Based on different styles of narrative singing, rhythms of dancing, foot
work and make-up of the dancer, three varieties of Thullal were evolved
in course of time. They are:
1. Ottan Thullal
style consists of a variety of rapid metres well suited for amusing narratives
and is vigorous in execution. The Thullal artist who represents this type
has a fascinating costume. His face is painted green. With a round headgear
of multi-coloured tinsel and gold, a breast plate to match, a circlet
of jingles round his ankles and wearing a frilled skirt round his waist,
he sings and dances to the sounding of the cymbals and beating of the
drum. Along with singing and dancing, the player acts the incidents narrated
in the songs. Ottan thullal usually represents Mahavishnu.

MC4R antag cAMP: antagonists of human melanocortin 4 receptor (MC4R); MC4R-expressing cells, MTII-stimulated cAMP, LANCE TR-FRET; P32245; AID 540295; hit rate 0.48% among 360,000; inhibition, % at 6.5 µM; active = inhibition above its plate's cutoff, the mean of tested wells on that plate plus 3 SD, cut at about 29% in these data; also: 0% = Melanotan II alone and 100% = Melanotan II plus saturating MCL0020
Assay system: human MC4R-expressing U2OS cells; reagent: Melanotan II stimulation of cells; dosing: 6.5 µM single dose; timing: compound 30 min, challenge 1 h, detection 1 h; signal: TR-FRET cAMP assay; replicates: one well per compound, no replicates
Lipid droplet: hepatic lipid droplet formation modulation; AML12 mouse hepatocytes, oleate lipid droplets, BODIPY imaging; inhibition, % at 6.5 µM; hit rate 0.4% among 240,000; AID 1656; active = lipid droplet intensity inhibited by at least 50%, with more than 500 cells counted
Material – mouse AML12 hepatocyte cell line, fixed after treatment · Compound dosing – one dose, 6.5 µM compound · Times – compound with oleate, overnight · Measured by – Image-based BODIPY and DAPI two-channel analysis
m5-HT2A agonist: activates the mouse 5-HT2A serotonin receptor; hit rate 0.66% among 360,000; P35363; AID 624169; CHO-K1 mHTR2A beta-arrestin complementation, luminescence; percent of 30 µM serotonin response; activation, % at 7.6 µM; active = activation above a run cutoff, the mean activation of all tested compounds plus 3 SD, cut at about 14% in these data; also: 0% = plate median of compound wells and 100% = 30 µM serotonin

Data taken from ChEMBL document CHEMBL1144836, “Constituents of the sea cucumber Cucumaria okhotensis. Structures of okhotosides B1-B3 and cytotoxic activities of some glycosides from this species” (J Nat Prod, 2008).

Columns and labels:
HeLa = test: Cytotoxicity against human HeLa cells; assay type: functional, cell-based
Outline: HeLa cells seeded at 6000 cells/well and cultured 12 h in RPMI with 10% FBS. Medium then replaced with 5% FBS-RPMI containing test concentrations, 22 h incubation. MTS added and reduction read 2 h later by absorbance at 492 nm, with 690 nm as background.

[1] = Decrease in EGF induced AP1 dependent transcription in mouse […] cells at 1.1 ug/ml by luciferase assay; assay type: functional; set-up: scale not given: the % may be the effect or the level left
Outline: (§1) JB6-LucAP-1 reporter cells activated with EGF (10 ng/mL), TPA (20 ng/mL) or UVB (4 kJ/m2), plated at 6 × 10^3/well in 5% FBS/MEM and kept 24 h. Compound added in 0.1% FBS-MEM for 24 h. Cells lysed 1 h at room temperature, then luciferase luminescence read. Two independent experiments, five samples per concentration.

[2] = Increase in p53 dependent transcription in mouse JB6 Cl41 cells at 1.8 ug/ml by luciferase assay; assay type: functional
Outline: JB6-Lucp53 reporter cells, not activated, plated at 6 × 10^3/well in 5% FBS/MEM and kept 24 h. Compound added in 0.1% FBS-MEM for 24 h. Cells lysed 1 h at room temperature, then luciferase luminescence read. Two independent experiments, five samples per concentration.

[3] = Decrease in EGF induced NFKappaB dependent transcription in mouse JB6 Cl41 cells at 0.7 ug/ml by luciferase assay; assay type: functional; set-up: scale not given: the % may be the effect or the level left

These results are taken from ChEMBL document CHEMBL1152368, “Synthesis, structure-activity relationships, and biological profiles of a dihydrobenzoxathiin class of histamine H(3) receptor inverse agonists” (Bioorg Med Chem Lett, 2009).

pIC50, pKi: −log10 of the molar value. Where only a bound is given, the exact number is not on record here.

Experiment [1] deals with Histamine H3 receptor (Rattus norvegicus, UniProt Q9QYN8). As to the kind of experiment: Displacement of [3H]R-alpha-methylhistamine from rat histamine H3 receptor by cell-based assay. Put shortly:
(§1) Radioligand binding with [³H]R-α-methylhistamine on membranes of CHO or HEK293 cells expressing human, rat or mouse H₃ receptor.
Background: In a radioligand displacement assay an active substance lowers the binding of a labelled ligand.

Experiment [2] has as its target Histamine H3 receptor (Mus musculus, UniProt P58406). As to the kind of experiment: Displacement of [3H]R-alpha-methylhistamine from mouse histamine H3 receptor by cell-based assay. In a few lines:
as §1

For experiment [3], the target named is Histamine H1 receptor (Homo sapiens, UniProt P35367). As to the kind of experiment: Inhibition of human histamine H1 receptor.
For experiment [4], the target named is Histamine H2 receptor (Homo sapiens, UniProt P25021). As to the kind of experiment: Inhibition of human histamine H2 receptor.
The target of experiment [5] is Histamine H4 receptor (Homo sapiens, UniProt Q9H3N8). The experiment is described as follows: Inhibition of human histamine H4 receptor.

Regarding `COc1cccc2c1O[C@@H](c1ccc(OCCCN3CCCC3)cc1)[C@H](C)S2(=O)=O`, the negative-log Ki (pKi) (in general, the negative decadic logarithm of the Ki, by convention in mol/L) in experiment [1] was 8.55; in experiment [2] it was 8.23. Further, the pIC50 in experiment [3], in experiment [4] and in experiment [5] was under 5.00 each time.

2. Seethankan Thullal
It has metres of medium cadence for the songs used and
rhythm to suit. In contrast to the picturesque appearance of the dancer
in Ottam Thullal, the dancer in Seethankam Thullal has his face unpainted,
except for a few black lines, on the eyebrows and eyelids to heighten
the expression of the eyes. He wears a crown made out of the tender leaves
of coconut palm, with frills of the same material adorning his wrists.
This has a slow narrative style for singing, with slow
graceful elegant steps, movements and hand gestures. The make-up of a
Parayan is very simple except for an ornamental headgear with a serpent
hood and a red cloth round his waist. The dancer smears the body with
charcoal paste and wears ghungru (circlet of bells) only on one leg.